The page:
She does not know the man; the man does not know her; the man does not care to get to know her. Her normal reaction is to distrust his sentiments.
No matter how good looking he is, the stranger is being aroused by her quivering loins, and by nothing else.
If this same woman, wearing the same outfit, is chatting at a cocktail party with a man she has just met, and if she finds the man appealing, she will want to know whether he is interested in her or her quivering loins.
She is curious to know whether or not he is attracted. This could simply be her way of deciding how much time she is going to spend with him. If she gets a signal that he is really disinterested, she will likely not waste too much more of her time with him.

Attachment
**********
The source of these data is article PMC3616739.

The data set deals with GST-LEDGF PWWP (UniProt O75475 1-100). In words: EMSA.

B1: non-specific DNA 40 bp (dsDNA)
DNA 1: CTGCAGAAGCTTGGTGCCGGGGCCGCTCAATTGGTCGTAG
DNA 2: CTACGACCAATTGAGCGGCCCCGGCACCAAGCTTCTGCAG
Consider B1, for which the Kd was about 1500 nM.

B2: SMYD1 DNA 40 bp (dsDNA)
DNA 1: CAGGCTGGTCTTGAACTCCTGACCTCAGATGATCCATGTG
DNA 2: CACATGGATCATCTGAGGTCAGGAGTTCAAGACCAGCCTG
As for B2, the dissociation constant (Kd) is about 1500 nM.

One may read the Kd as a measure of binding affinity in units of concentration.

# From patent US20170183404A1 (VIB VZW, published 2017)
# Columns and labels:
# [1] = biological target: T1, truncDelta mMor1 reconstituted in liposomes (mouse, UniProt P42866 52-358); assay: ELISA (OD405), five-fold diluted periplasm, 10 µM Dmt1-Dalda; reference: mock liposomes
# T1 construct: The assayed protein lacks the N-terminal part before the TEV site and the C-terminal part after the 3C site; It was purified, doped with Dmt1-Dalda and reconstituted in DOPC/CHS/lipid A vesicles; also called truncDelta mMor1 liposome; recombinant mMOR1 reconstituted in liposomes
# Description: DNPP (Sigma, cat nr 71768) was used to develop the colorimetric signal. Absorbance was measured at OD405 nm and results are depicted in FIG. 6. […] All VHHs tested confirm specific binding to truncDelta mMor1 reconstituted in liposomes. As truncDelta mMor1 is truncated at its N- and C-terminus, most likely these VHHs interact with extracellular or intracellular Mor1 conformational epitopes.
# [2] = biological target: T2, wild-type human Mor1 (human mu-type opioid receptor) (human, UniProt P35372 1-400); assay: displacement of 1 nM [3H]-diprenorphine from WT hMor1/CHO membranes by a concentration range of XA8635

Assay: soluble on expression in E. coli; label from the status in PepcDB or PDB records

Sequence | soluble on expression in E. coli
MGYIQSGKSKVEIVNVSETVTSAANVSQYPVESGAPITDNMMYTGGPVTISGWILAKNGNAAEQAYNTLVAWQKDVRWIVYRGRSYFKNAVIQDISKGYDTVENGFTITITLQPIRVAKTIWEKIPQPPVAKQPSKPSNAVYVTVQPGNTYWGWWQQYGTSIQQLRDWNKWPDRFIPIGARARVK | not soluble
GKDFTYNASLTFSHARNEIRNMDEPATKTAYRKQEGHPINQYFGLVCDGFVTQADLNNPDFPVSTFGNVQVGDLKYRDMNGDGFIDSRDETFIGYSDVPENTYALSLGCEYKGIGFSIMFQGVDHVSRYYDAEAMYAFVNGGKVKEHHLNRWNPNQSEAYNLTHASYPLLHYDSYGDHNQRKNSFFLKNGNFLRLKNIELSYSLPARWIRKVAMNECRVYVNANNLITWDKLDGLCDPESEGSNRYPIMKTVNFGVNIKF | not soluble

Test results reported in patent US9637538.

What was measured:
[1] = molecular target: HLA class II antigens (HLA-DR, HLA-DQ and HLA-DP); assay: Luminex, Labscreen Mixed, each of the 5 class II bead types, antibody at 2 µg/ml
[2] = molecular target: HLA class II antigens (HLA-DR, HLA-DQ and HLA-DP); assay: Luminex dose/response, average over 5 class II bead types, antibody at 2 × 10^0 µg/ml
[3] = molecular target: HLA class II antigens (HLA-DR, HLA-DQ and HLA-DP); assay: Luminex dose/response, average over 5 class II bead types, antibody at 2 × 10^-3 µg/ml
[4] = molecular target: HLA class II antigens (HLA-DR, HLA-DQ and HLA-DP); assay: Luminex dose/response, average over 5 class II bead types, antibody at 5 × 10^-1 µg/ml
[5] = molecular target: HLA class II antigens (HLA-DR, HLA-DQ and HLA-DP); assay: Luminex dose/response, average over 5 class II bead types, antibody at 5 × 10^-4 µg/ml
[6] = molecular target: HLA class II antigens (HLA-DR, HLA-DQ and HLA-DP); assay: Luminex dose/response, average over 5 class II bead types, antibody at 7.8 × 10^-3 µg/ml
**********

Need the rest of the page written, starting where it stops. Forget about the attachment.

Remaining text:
She will be more interested in him than she will be in a stranger leering at her on the street.
Let’s ask the question differently. If women are normally so attracted to men who don’t want them, how would you explain the success of a Don Juan?
A Don Juan does not owe his success to his disinterest and uncertainty. Surely, a Don Juan is not overbearing; he modulates the display of his charms. But, he seduces a woman by making her feel that she is the only woman in the world and that she has wholly captured his attention and interest. If you want to be a real Don Juan, it helps to be unemployed.
For all we know, a Don Juan might just be trying to add another notch to his bedpost. Most often, once he has succeeded in getting what he wants, his ardor diminishes, or even, vanishes. More than a handful of women seem to be willing to take the chance that he is in it for more than the notch.
A true Don Juan is not a pick-up artist. The latter is more interested in picking up a girl in a bar for a quick hookup. A Don Juan will mount a campaign that lasts for weeks, even months, to get what he wants.
Some men want women because they are attracted to a fetishized part of their body. Some men want women they cannot have. Some men only want women until they can have them.